Since taking office, Attorney General Schneiderman has established himself as a leader, both in New York and nationally, in the fight against climate change. For example, the Attorney General:
- Is leading a coalition of states pressing EPA to honor its legal commitment to regulate emissions of climate change pollution from their largest source: fossil fuel-powered electric generating plants. Last week, the Attorney General's coalition notified EPA of their intention to sue theagency over missing the legal deadline for adopting limits on greenhouse gas emissions from new fossil fuel power plants.
- As leader of a coalition of seven states, has notified the EPA of his intent to sue the agency for violating the Clean Air Act by failing to address methane emissions from the oil and natural gas industry, including those resulting from "hydrofracking." The EPA has determined that methane is a powerful climate change pollutant emitted by the industry in large quantities. Because of this, and the availability of affordable methods for controlling the industry’s methane emissions, our coalition has charged that EPA violated the Clean Air Act when it largely ignored methane in recent updates to air pollution emission standards for the industry.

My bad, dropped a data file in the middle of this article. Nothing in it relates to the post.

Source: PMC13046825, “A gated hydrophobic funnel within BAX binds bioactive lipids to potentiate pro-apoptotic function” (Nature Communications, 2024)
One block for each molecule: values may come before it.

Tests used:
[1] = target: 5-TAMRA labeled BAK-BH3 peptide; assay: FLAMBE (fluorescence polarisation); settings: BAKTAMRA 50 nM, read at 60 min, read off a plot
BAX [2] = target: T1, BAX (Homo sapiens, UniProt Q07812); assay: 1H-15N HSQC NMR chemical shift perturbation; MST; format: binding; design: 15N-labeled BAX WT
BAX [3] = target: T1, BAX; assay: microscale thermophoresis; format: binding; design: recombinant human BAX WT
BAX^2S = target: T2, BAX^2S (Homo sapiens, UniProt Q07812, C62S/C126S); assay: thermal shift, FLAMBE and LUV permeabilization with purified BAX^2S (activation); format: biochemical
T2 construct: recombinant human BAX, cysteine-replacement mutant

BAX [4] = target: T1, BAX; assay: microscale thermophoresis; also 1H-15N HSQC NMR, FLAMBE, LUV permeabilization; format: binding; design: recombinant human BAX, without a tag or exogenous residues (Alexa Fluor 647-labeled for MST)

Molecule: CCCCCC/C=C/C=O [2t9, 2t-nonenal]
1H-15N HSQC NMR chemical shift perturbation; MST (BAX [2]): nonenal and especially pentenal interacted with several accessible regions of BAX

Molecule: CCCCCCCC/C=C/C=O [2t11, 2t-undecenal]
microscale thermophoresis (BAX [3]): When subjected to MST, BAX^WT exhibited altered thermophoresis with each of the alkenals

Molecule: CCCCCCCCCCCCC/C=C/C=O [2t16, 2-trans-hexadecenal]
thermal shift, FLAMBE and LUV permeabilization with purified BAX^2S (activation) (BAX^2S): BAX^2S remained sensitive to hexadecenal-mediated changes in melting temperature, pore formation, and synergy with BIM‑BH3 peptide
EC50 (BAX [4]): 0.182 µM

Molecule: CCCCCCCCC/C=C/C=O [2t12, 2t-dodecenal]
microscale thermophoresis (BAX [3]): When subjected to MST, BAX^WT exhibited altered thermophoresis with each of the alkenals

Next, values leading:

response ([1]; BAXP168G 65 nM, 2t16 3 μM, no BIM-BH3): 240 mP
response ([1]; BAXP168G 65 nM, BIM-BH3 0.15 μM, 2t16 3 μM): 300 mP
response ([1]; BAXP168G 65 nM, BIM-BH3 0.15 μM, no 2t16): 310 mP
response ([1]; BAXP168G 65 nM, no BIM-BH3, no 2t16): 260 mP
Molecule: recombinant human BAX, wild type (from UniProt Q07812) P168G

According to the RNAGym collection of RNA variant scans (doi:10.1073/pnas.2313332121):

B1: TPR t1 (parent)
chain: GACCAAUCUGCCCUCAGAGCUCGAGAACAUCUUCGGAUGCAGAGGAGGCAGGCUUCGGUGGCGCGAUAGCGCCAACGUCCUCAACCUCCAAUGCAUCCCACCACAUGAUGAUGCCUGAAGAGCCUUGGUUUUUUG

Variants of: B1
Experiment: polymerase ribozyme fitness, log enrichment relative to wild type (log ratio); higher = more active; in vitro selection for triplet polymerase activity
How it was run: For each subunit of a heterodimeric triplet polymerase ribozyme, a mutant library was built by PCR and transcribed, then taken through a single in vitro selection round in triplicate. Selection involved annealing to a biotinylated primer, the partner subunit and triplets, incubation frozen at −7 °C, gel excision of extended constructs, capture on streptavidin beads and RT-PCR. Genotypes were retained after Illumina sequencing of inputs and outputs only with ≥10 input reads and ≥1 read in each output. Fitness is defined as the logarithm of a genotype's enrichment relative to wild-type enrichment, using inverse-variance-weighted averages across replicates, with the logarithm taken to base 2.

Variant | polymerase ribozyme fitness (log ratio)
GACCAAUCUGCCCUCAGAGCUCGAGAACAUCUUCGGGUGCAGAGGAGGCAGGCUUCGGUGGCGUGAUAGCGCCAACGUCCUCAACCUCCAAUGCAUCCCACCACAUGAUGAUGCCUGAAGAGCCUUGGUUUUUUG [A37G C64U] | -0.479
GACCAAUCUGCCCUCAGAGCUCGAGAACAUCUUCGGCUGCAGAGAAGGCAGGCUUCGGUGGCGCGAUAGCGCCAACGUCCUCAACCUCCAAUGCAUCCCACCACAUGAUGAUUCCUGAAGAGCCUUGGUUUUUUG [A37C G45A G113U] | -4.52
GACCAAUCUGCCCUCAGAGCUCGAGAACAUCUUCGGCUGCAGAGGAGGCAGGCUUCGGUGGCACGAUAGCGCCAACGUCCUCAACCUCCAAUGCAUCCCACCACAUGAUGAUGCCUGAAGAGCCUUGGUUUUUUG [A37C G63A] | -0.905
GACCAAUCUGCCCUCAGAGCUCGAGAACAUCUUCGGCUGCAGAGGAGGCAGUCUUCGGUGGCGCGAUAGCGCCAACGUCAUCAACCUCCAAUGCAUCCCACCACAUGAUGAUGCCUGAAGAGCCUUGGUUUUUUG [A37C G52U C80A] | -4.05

- Has successfully defended New York State’s participation in the “Regional Greenhouse Gas Initiative” (RGGI) -- a multi-state effort to reduce emissions of climate change pollution -- against a lawsuit backed by the out-of-state organization Americans for Prosperity.
- Has joined California and a number of environmental organizations by intervening in federal court to defend a national program to reduce climate change pollution and improve fuel economy for passenger cars and light duty trucks. This follows on the heels of a successful defense of EPA’s first-ever greenhouse gas regulations. In a landmark decision handed down in June 2012 by a federal Appeals Court, Schneiderman argued on behalf of a coalition of states for the court to uphold these regulations.
This matter is being handled by Assistant Attorney General Andrew G. Frank and Chief Environmental Scientists Alan J. Belensz and Jodi Feld of the Attorney General's Environmental Protection Bureau. They are working under the supervision of Bureau Chief Lemuel M. Srolovic and First Deputy of Affirmative Litigation Janet Sabel.